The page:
To the Uttermost Ends of the Earth: The Nuremberg Trials

Posted by Pete on 24th Nov 2022

77 years ago this week, Nazi leaders were put on trial by Allied powers at Nuremberg...

“Powers will pursue them to the uttermost ends of the earth and will deliver them to the accusers in order that justice may be done."

Moscow Declaration on Atrocities

In May 1945, the Second World War in Europe ended. The Allies had won.

But whereas the Nazi regime was gone, those responsible for it were not. Many high-ranking Nazi Party members and German military leaders were still alive, in Allied custody.

And the question on everyone’s mind was: what to do with them?

Martin Niemöller tea towel

Martin Niemöller's post-war confession was an expression of regret for his own complicity in the Nazis' rise to power

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It was already clear that Nazi Germany had not been just another brutal dictatorship.

The liberation of the concentration camps had exposed the true realities of the Holocaust. Over the course of 1945, Allied citizens began to see the horrors of Auschwitz, Dachau, and Bergen Belsen on the newsreels.

There was a sense among the victorious Allied Powers that something needed to be done to punish the Nazi leaders. They could not be treated as conventional losers of a conventional war.

The British government suggested summary executions, and the Soviets argued for show trials of the German leadership.

White Rose tea towel

After being arrested by the Gestapo and convicted in a mock trial, the members of the White Rose were executed by guillotine

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But the proposal which won out was for a basically fair trial, presided over by Allied judges independent of their respective governments, in which the defendants would have genuine legal counsel and the verdicts would not be a foregone conclusion.

This was backed by the Americans, who already had custody of the most senior Nazi prisoners after the German surrender.

These trials would be held in Nuremberg, in Bavaria, which had been the spiritual heart of Nazism, hosting Hitler’s racist rallies through the 1930s.

The Nuremberg International Military Tribunal (IMT) of 1945-46 was unprecedented in the history of international law.

Previously, however brutal their personal conduct in war, civil and military officials could just blame their conduct on the countries they represented. There was no accountability.

But now, 21 leading Nazis were going to be charged with war crimes, crimes against peace, and crimes against humanity, by an international tribunal.

And the stakes couldn’t have been higher.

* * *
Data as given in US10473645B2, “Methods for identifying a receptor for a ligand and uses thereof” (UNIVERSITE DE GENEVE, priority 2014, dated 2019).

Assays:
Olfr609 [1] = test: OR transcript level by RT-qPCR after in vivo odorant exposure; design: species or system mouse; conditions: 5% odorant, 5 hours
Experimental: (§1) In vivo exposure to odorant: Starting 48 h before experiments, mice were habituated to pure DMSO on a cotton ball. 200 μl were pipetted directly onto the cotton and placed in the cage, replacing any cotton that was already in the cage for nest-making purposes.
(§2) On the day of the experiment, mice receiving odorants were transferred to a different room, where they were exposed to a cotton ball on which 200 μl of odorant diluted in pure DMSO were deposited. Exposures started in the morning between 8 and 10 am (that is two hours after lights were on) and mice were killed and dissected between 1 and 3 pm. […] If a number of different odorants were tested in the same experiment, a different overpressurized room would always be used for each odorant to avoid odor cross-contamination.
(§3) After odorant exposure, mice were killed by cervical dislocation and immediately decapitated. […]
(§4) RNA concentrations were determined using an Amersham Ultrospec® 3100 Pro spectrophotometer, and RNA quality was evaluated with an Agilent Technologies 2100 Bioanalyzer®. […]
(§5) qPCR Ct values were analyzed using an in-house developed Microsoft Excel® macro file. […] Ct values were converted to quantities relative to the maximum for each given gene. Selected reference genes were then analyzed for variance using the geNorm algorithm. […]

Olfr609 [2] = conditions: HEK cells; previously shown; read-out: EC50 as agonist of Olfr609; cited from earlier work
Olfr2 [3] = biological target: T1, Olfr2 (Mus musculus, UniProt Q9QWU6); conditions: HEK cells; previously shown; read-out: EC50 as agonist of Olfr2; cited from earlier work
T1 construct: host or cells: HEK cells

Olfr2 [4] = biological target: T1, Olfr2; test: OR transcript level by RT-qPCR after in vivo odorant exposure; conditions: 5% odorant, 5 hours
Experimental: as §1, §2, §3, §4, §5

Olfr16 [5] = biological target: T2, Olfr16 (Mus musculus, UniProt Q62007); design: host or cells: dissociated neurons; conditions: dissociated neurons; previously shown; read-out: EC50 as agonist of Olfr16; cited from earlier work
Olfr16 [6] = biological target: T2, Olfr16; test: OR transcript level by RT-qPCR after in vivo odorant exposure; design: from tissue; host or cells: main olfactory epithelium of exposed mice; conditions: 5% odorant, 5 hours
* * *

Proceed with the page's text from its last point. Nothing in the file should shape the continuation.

UN Declaration tea towel

The Universal Declaration of Human Rights was written up as a direct response to the horrors of WW2 and the Holocaust

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In the first instance, justice needed to be served against these leaders of the Nazi regime. Hitler, Himmler, and Goebbels were all already dead. But men as senior as Hermann Göring and Joachim von Ribbentrop were still alive.

The trial was also seen as a means to convict the Nazi regime itself. Condemning the Nazi leadership in a fair trial would be an important instrument of denazification in postwar Europe.

And, if the prosecution was successful, the Nuremberg trial might create a brand new legal precedent: international criminal responsibility. No immunity from justice because your government supported you in your crimes.

The prosecution, with lawyers from Britain, the Soviet Union, America, and France, was damning.

Reams of unseen footage of the Holocaust and other Nazi crimes in occupied Europe were shown to the court.

The Soviets called on two Holocaust survivors for eye-witness testimony – Abraham Sutzkever and Samuel Rajzman, who had been in the Treblinka death camp.

Under the impact of this horrific evidence, the trial evolved from its original focus on Nazi crimes of aggression – the unprovoked invasion of several different countries since 1939 – to the Holocaust, which was identified in terms of two new categories of crime deployed for the first time at Nuremberg: crimes against humanity and genocide.

In September 1946, the Tribunal delivered its verdict: twelve of the defendants, including Göring and Ribbentrop, were sentenced to death, and seven were imprisoned.

Even before the Nuremberg Trials ended, the conditions which had made it possible began to fall apart. Over 1945-46, the Western Allies and the USSR increasingly became enemies as the Cold War got underway.

But the achievement of the Tribunal couldn’t be undone. The Nuremberg Charter and the verdict against the Nazi defendants were both soon recognised by the new United Nations as principles of international law.

In the future, “I was just following orders” would not be enough.

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